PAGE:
I should probably mention that my formal education in physics is limited to 2 semesters of college physics, which dealt a lot with electromagnetism, but just barely touched quantum physics (and Relativity).
  2. jcsd
  3. Dec 26, 2008 #2


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    At the pragmatic level it suffices to interpret quantum mechanics' predictions about what happens at the points of observation. Since "what is real" between observations is by definition outside the domain of empirical confirmation we needn't ever worry about it from a scientific point of view. The various "interpertations" trying to address these issues are academic philosophical exercises which cannot really contribute to the physics unless they as models lead to empirical predictions beyond those of QM.

    Let me also mention that the quantum "particle" is neither wave nor particle. Both waves (defined by amplitudes and phase over all points in a region of space) and particles (with well defined count, positions, and velocity/momentum) are classical entities. Quanta are dynamic processes which have components which may be resolved in one or the other of these classical paradigms. We can resolve the phase of a stream of electrons passing through a Josephson junction, we can resolve the number and positions of electrons striking a florescent screen.
  4. Dec 26, 2008 #3
    The correct understanding of Heisenberg Uncertainty Principle is the following:

    Momentum by definition is a product of velocity. Velocity can be defined as a rate of change of position. Therefore momentum is really a product of the rate of change of position. This means to measure the momentum of a system, you need to measure how it's position is changing in time and the resultant momentum will be associated with a multitude of positions not a single one. Similarly, measuring a single position will not tell you what the momentum is, since you still have a wide range of possible ways in which the position might have been changing the instant before or after your measurement.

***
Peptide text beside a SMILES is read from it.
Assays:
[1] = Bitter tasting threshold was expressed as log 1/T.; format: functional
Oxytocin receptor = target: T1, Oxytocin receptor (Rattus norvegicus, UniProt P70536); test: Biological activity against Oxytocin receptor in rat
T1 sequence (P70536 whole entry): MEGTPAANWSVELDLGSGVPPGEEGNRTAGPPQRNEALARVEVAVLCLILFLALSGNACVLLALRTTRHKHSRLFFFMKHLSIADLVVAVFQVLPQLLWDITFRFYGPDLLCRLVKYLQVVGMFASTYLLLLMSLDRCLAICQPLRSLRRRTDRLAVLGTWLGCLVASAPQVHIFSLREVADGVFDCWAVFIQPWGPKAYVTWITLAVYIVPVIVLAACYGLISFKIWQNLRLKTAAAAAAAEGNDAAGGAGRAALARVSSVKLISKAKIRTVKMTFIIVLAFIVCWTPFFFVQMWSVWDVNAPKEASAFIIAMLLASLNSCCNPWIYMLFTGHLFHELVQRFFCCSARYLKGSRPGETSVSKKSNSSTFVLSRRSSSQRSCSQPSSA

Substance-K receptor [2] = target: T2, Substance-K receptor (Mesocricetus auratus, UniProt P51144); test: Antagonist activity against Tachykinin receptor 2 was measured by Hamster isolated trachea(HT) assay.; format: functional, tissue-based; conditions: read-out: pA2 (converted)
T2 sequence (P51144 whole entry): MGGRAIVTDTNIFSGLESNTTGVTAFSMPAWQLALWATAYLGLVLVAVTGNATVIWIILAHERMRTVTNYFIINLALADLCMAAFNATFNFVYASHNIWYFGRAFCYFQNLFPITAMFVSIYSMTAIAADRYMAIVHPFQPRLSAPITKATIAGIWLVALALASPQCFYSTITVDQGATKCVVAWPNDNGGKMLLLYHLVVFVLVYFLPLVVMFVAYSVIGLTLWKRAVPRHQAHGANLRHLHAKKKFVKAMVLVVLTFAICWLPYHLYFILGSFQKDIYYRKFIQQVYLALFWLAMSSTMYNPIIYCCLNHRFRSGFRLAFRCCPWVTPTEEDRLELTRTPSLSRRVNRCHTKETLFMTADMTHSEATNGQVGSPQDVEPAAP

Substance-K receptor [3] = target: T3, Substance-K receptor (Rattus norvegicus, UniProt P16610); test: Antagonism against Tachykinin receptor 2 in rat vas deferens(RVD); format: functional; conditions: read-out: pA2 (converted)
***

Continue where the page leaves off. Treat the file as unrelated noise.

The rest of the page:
Mathematically speaking, "position" is a Fourier transform of the "momentum" and vice versa. The uncertainty principle simply says that the more concentrated a function is, the more spread out its Fourier transform. It is not possible to arbitrarily concentrate both a function and its Fourier transform.

    The HUP has nothing to do with the Copenhagen interpretation.
    Last edited: Dec 26, 2008
  5. Dec 26, 2008 #4
    The Cat's paradox is indeed one of the deepest ones.

    Sorry (others) for repeating it over and over :)

    1. Forget about Copenhagen interpretation, duality, collapses etc.
    2. There is no such thing as 'collapse'. Instead there is: http://en.wikipedia.org/wiki/Quantum_decoherence
    QD does not involve consciousness, magic properties of 'measurement' etc.
    3. After reading #2, more advanced form of Shroedinger Cat's paradox, called Wigner's Friend (http://en.wikipedia.org/wiki/Wigner's_friend) will be a piece of cake for you.